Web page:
If you pay attention to the opening credits of movies, you will notice that they are longer than they used to be. Whereas one major studio used to bankroll an entire show, now you will see multiple production companies involved in presenting the film.

I first noticed this when I saw The Greatest Showman, brought to the theatre by three production companies. I thought this may be an anomaly given all the technical aspects of filming a musical, but it is not out of the norm. The Post, a basic drama, required six production companies. Shape of Water and Three Billboards each had three while Jumanji was produced by four different entities.

I think about the competitive nature of the movie industry, yet somehow it has become routine for multiple companies to collaborate instead of compete. They have pooled both fiscal resources and human talents to make something that would not be possible without a joint venture. And it’s not just a few companies; for the five films mentioned above 17 different production firms are involved.

How can you take a lesson from this and find ways to partner with those inside your industry? Your collaboration could become a showstopper for all of you.

The Post: Dreamworks Pictures, Twentieth Century Fox, Amblin Entertainment, Participant Media, Pascal Pictures, Star Thrower Entertainment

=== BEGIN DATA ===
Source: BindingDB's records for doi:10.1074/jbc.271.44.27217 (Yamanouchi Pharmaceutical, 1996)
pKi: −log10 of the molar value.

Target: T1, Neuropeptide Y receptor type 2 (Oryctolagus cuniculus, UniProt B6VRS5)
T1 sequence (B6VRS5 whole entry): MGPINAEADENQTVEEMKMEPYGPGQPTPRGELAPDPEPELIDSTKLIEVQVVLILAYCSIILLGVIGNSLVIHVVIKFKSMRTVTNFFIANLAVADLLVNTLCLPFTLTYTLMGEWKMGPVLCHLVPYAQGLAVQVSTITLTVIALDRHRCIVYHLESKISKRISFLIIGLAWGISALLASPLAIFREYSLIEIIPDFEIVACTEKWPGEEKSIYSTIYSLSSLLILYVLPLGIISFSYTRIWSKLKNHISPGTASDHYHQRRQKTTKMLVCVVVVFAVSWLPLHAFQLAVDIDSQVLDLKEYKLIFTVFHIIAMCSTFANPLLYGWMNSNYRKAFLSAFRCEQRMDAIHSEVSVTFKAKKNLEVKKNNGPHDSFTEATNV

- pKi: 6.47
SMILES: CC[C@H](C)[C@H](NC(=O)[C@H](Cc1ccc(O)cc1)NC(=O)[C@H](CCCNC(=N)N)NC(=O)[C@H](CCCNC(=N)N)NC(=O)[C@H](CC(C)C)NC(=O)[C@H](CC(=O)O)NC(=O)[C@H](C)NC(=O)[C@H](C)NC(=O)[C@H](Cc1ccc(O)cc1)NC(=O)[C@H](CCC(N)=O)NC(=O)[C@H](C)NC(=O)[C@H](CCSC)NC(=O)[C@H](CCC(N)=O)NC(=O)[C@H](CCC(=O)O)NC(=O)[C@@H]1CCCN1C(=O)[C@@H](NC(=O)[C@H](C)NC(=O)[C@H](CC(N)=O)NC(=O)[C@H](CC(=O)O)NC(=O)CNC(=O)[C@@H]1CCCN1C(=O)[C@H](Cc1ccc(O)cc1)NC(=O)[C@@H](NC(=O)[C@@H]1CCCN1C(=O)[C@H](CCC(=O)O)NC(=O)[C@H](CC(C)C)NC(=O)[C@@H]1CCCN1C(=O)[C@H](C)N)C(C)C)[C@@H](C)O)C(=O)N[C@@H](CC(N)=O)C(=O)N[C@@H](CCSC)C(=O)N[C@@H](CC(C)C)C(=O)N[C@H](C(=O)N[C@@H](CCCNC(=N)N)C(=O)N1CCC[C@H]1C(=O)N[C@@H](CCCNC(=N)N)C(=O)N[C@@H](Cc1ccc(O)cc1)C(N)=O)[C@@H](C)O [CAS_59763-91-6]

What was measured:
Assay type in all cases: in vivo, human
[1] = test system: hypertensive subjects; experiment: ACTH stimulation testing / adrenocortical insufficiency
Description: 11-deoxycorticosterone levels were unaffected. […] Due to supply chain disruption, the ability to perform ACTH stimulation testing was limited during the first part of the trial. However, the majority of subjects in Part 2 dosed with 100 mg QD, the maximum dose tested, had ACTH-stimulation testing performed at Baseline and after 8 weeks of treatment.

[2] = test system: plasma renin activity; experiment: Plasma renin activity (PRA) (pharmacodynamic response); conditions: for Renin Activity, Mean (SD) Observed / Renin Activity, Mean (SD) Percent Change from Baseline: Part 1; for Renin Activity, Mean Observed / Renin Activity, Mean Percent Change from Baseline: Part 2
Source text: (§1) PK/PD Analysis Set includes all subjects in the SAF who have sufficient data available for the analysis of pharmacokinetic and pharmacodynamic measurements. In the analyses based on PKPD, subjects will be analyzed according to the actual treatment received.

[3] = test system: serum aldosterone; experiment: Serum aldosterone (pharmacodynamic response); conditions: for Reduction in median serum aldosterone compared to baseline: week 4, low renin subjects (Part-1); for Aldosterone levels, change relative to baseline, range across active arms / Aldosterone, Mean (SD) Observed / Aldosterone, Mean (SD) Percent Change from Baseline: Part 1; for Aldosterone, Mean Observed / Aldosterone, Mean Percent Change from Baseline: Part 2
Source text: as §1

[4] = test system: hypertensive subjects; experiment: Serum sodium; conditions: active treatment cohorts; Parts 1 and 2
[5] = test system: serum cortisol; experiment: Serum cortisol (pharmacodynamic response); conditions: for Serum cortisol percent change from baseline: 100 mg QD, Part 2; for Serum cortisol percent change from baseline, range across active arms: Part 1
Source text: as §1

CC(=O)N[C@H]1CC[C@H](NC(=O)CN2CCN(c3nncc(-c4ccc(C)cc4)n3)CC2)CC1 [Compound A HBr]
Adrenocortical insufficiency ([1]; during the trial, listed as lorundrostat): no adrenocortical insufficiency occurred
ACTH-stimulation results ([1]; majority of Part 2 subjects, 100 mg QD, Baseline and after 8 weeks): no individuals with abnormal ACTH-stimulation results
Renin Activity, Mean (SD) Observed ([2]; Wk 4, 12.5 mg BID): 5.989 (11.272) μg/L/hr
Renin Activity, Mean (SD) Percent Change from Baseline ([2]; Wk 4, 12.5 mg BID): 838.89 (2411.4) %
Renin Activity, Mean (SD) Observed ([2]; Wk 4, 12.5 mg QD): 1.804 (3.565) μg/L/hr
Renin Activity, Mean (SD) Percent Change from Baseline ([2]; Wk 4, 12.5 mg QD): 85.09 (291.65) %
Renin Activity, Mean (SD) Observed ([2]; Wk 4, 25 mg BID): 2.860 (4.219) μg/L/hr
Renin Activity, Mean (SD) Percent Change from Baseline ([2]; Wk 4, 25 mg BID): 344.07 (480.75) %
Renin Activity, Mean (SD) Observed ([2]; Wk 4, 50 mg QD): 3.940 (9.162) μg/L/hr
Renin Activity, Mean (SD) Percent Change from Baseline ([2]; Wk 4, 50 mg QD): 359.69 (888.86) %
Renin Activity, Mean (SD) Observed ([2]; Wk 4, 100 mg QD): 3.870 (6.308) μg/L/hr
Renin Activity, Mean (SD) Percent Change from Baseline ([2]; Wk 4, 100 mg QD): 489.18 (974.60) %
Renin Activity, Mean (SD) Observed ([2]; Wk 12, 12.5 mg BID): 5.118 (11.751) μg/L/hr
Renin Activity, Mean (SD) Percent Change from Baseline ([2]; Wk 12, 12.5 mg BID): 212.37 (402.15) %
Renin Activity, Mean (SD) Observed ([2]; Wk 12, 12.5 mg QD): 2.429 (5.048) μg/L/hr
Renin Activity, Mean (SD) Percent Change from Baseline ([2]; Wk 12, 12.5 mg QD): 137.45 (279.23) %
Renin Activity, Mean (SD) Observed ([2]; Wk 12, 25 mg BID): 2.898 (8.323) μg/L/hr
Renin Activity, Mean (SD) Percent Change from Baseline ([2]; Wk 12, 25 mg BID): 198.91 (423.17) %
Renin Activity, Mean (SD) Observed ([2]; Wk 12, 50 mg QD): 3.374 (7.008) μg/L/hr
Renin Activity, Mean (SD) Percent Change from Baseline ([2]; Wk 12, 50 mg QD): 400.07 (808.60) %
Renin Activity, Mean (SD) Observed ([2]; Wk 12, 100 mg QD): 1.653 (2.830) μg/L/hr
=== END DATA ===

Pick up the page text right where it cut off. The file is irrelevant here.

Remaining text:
Shape of Water: Bull Productions, Double Dare You, Fox Searchlight Pictures

Three Billboards: Blueprint Pictures, Film 4, Fox Searchlight Pictures

Greatest Showman: Chernin Entertainment, TSG Entertainment, Twentieth Century Fox

Jumanji: Matt Tolmach Productions, Radar Pictures, Seven Bucks Productions, Sony Pictures Entertainment

About the Author leadership dots by dr. beth triplett

Dr. beth triplett is the owner of leadership dots, offering coaching, training and consulting for new supervisors. She also shares daily lessons on her leadershipdots blog. Her work is based on the leadership dots philosophy that change happens through the intentional connecting of small steps in the short term to the big picture in the long term.

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